Syalon 101 is a Si-Al-O-N ceramic material with the similar crystallographic structure as beta-phase silicon nitride (β-Si3N4) which is also engineered for its extraordinary strength, toughness, and hardness characteristics. First envisaged as a cost-effective alternative to conventional silicon nitride, Syalon 101 can now compete with a broad range of established engineering ceramic materials.
This blog post will compare the mechanical and chemical properties of Syalon 101 to a range of alternative ceramic materials.
The Strength of Syalon 101
β-phase silicon nitride ceramic materials are renowned for their compression strength, which refers to a material’s resistance to compressive loads. This is typically quantified as a measure of the maximum uniaxial compressive strain the material can withstand before mechanical failure.
Syalon 101 boasts a nominal compression strength of up to 3500 megapascals (MPa), the joint highest value for an engineered ceramic product available from International Syalons. Sycarb 10, an advanced silicon carbide (SiC) ceramic material, features an ultimate compression strength of 3500 MPa but is inferior to Syalon 101 in terms of its modulus of rupture (MoR).
The modulus of rupture refers to the maximum level of tensile force a surface can withstand before it breaks due to bending. Zircalon 5, a zirconium dioxide (ZrO2) product, exceeds Syalon 101 in terms of its modulus of rupture by a factor of just 55 MPa. However, Syalon 101 is more resistant to compression by a factor of almost two-to-one.
Syalon 101 is even stronger than alumina (Al2O3), the most widely used ceramic material worldwide. This silicon nitride ceramic is significantly more resistant to both compression and bending, with an improved modulus of rupture at both ambient and elevated temperatures.
The Thermal Properties of Syalon 101
Syalon 101 also represents outstanding thermal integrity in the presence of sustained high temperatures and abrupt thermal fluctuations. It is more resistant to thermal shock than any other advanced ceramic material available from International Syalons, withstanding mechanical failure at temperature changes as great as ΔT 900°C. This is succeeded by the rest of the silicon nitride family of materials with thermal shock resistances ranging from ΔT 400 – 800°C. Sycarb 20 and Zircalon 20, by contrast, may fail catastrophically when subjected to thermal shock gradients exceeding ΔT 350°C.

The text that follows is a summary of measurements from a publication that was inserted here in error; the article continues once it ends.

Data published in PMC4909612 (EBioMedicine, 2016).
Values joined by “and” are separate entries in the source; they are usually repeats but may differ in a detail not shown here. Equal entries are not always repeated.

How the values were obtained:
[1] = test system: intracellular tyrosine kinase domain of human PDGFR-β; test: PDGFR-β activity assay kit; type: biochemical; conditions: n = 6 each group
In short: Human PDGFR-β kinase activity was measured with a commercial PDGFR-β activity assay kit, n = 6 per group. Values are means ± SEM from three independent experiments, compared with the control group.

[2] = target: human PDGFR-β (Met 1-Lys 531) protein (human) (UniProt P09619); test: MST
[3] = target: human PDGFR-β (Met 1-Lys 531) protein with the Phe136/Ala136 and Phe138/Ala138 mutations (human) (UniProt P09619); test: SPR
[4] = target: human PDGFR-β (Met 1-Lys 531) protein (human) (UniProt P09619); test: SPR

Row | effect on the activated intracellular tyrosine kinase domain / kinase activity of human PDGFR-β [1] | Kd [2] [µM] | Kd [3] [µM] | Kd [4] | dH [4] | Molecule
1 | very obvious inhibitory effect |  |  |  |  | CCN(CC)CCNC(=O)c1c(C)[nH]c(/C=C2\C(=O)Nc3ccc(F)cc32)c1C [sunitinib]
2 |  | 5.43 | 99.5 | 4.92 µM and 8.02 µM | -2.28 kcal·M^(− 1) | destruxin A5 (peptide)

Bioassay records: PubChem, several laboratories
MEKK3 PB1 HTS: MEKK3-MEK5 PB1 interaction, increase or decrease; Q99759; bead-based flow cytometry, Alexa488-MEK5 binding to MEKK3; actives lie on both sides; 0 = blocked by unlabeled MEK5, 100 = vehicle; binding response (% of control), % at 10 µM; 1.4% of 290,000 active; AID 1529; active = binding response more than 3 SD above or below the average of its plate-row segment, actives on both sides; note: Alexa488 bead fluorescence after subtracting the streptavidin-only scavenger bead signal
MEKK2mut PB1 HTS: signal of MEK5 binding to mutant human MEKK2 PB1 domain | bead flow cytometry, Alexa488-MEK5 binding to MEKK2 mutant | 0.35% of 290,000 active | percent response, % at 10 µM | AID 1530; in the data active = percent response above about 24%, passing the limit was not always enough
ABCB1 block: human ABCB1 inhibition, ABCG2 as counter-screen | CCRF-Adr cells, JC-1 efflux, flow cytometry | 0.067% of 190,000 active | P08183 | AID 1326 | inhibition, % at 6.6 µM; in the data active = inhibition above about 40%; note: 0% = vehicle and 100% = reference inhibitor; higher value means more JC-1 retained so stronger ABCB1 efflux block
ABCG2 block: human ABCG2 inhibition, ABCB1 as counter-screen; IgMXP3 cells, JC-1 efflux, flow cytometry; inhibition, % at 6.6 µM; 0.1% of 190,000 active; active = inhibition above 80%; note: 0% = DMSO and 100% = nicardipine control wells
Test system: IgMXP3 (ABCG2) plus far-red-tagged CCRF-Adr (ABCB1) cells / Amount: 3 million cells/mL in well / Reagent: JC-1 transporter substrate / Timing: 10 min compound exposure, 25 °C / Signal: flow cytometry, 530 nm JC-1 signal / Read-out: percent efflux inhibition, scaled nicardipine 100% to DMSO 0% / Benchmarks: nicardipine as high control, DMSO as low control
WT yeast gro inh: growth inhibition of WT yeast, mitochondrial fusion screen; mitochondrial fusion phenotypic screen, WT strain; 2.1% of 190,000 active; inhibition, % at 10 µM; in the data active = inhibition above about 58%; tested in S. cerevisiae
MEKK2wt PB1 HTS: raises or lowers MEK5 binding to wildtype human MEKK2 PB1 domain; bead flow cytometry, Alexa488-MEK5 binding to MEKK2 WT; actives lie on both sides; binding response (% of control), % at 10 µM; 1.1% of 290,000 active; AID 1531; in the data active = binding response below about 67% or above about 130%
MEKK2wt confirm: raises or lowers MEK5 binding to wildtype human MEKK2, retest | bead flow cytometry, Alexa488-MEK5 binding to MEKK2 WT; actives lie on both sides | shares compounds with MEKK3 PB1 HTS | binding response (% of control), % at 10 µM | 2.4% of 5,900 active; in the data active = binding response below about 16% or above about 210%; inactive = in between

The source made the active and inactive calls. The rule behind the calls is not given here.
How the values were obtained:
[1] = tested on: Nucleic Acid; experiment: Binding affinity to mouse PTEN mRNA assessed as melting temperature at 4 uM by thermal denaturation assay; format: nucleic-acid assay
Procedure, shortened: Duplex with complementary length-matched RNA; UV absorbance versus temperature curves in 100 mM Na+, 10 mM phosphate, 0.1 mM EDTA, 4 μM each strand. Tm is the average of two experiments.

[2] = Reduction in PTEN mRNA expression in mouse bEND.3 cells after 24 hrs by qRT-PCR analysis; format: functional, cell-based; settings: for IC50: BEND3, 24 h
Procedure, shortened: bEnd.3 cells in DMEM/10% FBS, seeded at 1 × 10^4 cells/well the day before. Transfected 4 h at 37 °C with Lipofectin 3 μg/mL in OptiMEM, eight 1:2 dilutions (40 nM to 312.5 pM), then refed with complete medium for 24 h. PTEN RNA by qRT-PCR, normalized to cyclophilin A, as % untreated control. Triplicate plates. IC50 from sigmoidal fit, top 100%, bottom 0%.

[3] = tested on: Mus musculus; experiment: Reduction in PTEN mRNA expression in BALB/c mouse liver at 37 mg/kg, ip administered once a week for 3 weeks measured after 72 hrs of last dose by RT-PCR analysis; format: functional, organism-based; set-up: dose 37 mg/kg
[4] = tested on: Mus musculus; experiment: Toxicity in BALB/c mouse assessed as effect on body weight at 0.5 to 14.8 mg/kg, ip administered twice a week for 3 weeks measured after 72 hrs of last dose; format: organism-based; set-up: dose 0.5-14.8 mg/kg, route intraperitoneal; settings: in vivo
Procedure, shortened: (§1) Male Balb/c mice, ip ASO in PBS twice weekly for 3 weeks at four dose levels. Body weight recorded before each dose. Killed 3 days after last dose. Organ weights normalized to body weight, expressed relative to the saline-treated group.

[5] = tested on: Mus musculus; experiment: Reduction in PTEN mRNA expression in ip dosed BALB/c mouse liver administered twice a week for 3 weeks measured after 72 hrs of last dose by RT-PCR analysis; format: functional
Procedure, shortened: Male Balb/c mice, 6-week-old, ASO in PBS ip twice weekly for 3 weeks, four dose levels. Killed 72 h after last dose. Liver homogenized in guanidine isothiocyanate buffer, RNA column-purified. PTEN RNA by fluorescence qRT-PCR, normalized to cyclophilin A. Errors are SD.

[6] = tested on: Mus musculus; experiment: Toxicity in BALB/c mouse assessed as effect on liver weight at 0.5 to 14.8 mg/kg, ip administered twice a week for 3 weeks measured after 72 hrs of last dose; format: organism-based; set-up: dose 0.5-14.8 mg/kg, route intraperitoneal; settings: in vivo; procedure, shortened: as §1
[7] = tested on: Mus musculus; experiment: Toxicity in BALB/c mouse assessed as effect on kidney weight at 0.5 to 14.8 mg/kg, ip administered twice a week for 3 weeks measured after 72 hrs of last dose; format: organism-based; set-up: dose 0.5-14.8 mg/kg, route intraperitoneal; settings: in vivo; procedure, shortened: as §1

This characteristic is intrinsically linked to the thermal expansion coefficient of ceramic materials, which determines how the size of a component changes in relation to temperature variations. It is quantified in terms of the severity of material size changes in degrees across a linear or volumetric plane. Once again, Syalon 101 exceeds both silicon carbide, zirconia, and alumina in terms of reduced temperature-dependent size changes with a coefficient of thermal expansion of 3.0 x 10-6/K-1.
Syalon 101 Compared to Other β-Silicon Nitrides
Advanced ceramic engineering changed significantly when silicon nitride was first discovered. It was then possible to produce an advanced silicon nitride-based ceramic material at significantly reduced manufacturing costs and capabilities. Syalon 101 was the first of these β-phase silicon nitrides, and it remains one of the most popular advanced ceramics currently manufactured.
It still succeeds alternative β-silicon nitride ceramic materials in terms of strength, although specialized products have been engineered for enhanced mechanical integrity at higher peak temperatures.